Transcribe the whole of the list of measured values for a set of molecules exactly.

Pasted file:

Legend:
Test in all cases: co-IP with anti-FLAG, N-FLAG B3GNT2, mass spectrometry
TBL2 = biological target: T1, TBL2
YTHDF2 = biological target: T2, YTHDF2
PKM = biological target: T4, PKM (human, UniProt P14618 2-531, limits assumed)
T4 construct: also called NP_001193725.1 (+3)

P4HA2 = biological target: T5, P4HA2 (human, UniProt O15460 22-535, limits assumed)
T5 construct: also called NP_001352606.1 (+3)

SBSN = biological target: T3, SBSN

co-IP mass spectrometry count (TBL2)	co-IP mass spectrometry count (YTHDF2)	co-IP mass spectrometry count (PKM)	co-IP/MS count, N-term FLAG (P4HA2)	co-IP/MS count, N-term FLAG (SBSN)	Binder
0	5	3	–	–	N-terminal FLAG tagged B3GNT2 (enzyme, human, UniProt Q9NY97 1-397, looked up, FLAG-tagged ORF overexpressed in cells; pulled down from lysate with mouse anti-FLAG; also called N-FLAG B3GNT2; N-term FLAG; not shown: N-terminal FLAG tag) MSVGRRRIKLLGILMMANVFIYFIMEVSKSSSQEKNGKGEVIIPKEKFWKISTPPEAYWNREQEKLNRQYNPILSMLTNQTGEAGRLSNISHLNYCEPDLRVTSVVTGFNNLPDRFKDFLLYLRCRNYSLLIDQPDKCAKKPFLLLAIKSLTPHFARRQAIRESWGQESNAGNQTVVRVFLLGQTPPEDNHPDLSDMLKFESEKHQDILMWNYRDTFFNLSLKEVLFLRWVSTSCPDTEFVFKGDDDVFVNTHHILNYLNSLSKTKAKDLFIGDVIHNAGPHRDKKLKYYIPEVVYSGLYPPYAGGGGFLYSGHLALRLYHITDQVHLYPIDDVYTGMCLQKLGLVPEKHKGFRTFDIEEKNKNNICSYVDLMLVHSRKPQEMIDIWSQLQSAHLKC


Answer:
Legend:
Test in all cases: co-IP with anti-FLAG, N-FLAG B3GNT2, mass spectrometry
TBL2 = biological target: T1, TBL2
YTHDF2 = biological target: T2, YTHDF2
PKM = biological target: T4, PKM (human, UniProt P14618 2-531, limits assumed)
T4 construct: also called NP_001193725.1 (+3)

P4HA2 = biological target: T5, P4HA2 (human, UniProt O15460 22-535, limits assumed)
T5 construct: also called NP_001352606.1 (+3)

SBSN = biological target: T3, SBSN

co-IP mass spectrometry count (TBL2)	co-IP mass spectrometry count (YTHDF2)	co-IP mass spectrometry count (PKM)	co-IP/MS count, N-term FLAG (P4HA2)	co-IP/MS count, N-term FLAG (SBSN)	Binder
0	5	3	–	–	N-terminal FLAG tagged B3GNT2 (enzyme, human, UniProt Q9NY97 1-397, looked up, FLAG-tagged ORF overexpressed in cells; pulled down from lysate with mouse anti-FLAG; also called N-FLAG B3GNT2; N-term FLAG; not shown: N-terminal FLAG tag) MSVGRRRIKLLGILMMANVFIYFIMEVSKSSSQEKNGKGEVIIPKEKFWKISTPPEAYWNREQEKLNRQYNPILSMLTNQTGEAGRLSNISHLNYCEPDLRVTSVVTGFNNLPDRFKDFLLYLRCRNYSLLIDQPDKCAKKPFLLLAIKSLTPHFARRQAIRESWGQESNAGNQTVVRVFLLGQTPPEDNHPDLSDMLKFESEKHQDILMWNYRDTFFNLSLKEVLFLRWVSTSCPDTEFVFKGDDDVFVNTHHILNYLNSLSKTKAKDLFIGDVIHNAGPHRDKKLKYYIPEVVYSGLYPPYAGGGGFLYSGHLALRLYHITDQVHLYPIDDVYTGMCLQKLGLVPEKHKGFRTFDIEEKNKNNICSYVDLMLVHSRKPQEMIDIWSQLQSAHLKC